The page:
DCSIMG

Dinner with the Queen before global issues appear on the menu

THE eight world leaders gathered at Gleneagles to address African poverty sat down to a sumptuous dinner with the Queen last night, starting the most eagerly awaited G8 summit for years.

Negotiations begin today on aid to Africa and a new deal for climate change - with Tony Blair predicting the summit will end in agreement on both agendas.

But attention was focused on ceremony last night, as the Queen and the Duke of Edinburgh hosted a banquet in the hotel's Strathearn Restaurant.

Jacques Chirac, the president of France, was last to arrive - joining leaders for a dinner of Scottish fare just days after being overheard dismissing British food as the worst in Europe, after Finland.

He had flown straight from Singapore, having learned en route that Paris had been beaten to the 2012 Olympics by London. But he seemed in good spirits and congratulated London through a fixed smile.

The menu for last night's banquet was devised by Andrew Fairlie, Scotland's chef of the year. It was unashamedly Scottish, with Marrbury smoked salmon and roasted langoustines to start, followed by roast Glenearn lamb.

Mr Blair, who was being personally credited with the London Olympics win, was magnanimous - making only a slight dig at Mr Chirac. "I don't think haggis is on the menu," he said. The French president's diatribe against British food had included mention of an "unappetising" Scottish dish.

Jack McConnell and his wife, Bridget, were surprise inclusions for the Queen's dinner.

Apart from the leaders' spouses and Mr Barroso, the First Minister was the only guest who was not a head of state. The Queen, who is fluent in French, sat next to Mr Chirac.

Mr McConnell spent most of the day at Prestwick airport, welcoming G8 leaders. He had left by Mr Chirac's arrival but the two held talks last night, described by aides as an "auld alliance summit" and focusing on cultural exchange.

The First Minister said he would set Mr Chirac straight about haggis if the subject arose.

"If he asks I will tell him it is one of the best delicacies Scotland can offer," he said.

At the airport, the First Minister reserved his warmest welcome for George Bush, the US president, who stepped off Air Force One at 2:40pm saying he was disappointed that New York had lost the Olympic bid, but was "thrilled" for London.

The Lowland Band played Hail to the Chief as Mr Bush and his wife, Laura, walked down the steps from his aircraft. Schoolchildren from Ayrshire and Glasgow were lined up next to the red carpet, singing "happy birthday" to Mr Bush, much to his delight. The president turned 59 yesterday.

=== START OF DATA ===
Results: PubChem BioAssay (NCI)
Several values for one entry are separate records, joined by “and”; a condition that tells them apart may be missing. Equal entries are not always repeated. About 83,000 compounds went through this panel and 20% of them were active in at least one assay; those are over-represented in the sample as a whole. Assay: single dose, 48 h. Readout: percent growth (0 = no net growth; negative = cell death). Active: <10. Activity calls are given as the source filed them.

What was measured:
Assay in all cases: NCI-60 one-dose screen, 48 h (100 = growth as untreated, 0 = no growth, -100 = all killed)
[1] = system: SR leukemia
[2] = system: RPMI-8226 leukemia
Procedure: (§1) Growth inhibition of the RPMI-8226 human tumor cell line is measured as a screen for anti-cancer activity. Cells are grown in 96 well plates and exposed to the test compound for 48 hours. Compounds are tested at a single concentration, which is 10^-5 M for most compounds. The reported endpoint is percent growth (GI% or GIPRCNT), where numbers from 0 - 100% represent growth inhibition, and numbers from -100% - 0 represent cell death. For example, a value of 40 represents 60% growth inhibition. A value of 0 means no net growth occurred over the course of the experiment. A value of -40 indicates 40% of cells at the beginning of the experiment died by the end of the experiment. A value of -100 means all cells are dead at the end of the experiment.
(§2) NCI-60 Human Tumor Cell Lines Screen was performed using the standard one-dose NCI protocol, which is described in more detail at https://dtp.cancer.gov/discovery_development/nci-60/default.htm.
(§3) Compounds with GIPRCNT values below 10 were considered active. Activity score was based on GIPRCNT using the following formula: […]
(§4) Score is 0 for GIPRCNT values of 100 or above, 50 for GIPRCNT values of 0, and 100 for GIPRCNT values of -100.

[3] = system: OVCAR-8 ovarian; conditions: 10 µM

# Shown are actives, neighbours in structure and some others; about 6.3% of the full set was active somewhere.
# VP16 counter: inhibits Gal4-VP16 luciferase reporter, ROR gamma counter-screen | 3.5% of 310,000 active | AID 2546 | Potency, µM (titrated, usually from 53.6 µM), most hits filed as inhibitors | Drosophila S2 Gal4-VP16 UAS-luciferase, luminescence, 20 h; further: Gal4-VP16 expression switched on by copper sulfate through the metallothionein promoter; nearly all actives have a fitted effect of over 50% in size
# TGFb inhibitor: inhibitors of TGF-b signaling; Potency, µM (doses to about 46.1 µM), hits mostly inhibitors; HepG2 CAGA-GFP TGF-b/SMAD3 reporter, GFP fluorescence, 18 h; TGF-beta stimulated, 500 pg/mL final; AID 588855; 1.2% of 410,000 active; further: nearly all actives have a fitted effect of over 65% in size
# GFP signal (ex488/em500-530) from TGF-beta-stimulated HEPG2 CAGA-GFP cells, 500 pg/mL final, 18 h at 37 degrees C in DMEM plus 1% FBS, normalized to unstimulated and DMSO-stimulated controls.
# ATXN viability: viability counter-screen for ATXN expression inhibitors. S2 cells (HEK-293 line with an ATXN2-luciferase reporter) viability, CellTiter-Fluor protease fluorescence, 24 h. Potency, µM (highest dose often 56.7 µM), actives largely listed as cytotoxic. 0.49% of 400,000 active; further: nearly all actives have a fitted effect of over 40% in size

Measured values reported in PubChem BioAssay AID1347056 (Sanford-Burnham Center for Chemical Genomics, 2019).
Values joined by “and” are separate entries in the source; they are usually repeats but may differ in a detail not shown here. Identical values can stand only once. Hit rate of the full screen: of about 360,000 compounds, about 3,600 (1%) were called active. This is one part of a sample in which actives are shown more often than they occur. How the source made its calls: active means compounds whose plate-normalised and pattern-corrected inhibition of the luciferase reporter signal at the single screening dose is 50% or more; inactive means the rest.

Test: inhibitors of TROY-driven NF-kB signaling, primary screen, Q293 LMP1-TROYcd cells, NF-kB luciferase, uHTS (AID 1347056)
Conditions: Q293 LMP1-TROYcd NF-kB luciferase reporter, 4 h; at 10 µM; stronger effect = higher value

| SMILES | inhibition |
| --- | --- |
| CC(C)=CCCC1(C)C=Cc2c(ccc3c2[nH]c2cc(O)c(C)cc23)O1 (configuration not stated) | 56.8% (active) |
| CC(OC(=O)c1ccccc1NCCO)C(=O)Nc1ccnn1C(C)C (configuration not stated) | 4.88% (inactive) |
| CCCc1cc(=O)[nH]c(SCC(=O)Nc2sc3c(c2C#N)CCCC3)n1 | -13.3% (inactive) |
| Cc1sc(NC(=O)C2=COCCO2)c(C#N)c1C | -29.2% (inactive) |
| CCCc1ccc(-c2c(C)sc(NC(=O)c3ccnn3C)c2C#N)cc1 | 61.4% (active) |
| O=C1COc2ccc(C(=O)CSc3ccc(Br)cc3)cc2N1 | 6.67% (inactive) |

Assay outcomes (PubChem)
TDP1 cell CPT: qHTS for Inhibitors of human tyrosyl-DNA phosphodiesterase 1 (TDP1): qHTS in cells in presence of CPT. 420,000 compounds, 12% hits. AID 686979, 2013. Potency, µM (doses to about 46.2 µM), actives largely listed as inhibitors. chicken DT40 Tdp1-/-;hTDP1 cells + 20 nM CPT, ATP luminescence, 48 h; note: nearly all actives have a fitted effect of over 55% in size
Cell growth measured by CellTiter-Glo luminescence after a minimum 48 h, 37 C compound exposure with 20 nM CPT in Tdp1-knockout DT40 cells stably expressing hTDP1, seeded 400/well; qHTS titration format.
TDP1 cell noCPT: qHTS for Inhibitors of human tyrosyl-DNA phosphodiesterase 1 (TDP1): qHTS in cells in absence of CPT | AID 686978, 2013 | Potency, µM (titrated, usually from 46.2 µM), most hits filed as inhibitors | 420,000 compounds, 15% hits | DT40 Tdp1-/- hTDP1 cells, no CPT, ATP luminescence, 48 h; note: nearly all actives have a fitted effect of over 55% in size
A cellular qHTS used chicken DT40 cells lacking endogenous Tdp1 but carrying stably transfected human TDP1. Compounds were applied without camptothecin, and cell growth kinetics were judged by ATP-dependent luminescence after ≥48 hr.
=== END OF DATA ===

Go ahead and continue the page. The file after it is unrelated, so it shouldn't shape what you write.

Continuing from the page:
Nicol Stephen, the Scottish Liberal Democrat leader, carried out his first official duty in his new role as deputy first minister, introducing Mr Chirac to the dignitaries lined up in Prestwick.

Gerhard Schrder, the German chancellor, arrived with a present for the children who greeted him: bags of footballs to celebrate Germany hosting the World Cup next year.

Helicopters flew over the protesters to take the heads of government to the Gleneagles Hotel - where the aristocracy of the rock world were at large. Bob Geldof and Bono were striding around the complex with as much authority as world leaders, and with entourages to match. In a joint press conference with Mr Blair, Mr Geldof said he did not accept warnings from Gordon Brown, the Chancellor, that the G8 summit may disappoint by failing to deliver African aid requested by the Commission for Africa.

"We have come with a clear mandate from over three billion people," said Mr Geldof, referring to the estimated audience for the Live 8 concerts on television last weekend.

During a joint press briefing, the famously scruffy star took delight in needling Mr Blair for his "golfing outfit" - beige chinos, a navy blazer and the London Olympic bid tie. "The Prime Minster goes into these negotiations with the biggest democratic mandate ever assembled on one single issue in history. Not to get poverty stopped would be a terrible, terrible human failure," said Mr Geldof.

Mr Blair pledged to "push the whole way" for his deals. "Do you ever get everything you want? No. But you can change the terms of debate for Africa."

Bono and Geldof appeared to have been given the run of the hotel. They were also seen cornering Mr Schrder and later Paul Martin, the prime minister of Canada, was buttonholed by the campaigners.

Bono joined Mr Martin in a press conference and harangued him for his refusal to sign up Canada to the United Nations target of donating 0.7 per cent of its national income to aid. His refusal, said the Irish rock star, was "frustrating and annoying and infuriating".

Bono and Mr Geldof also had a sit-down audience with President Bush and his wife Laura in one of the hotel's suites.

While some observers say climate change is set to be the most difficult aspect of the summit, many British officials are much more confident of a significant deal on Africa.

 
 
 

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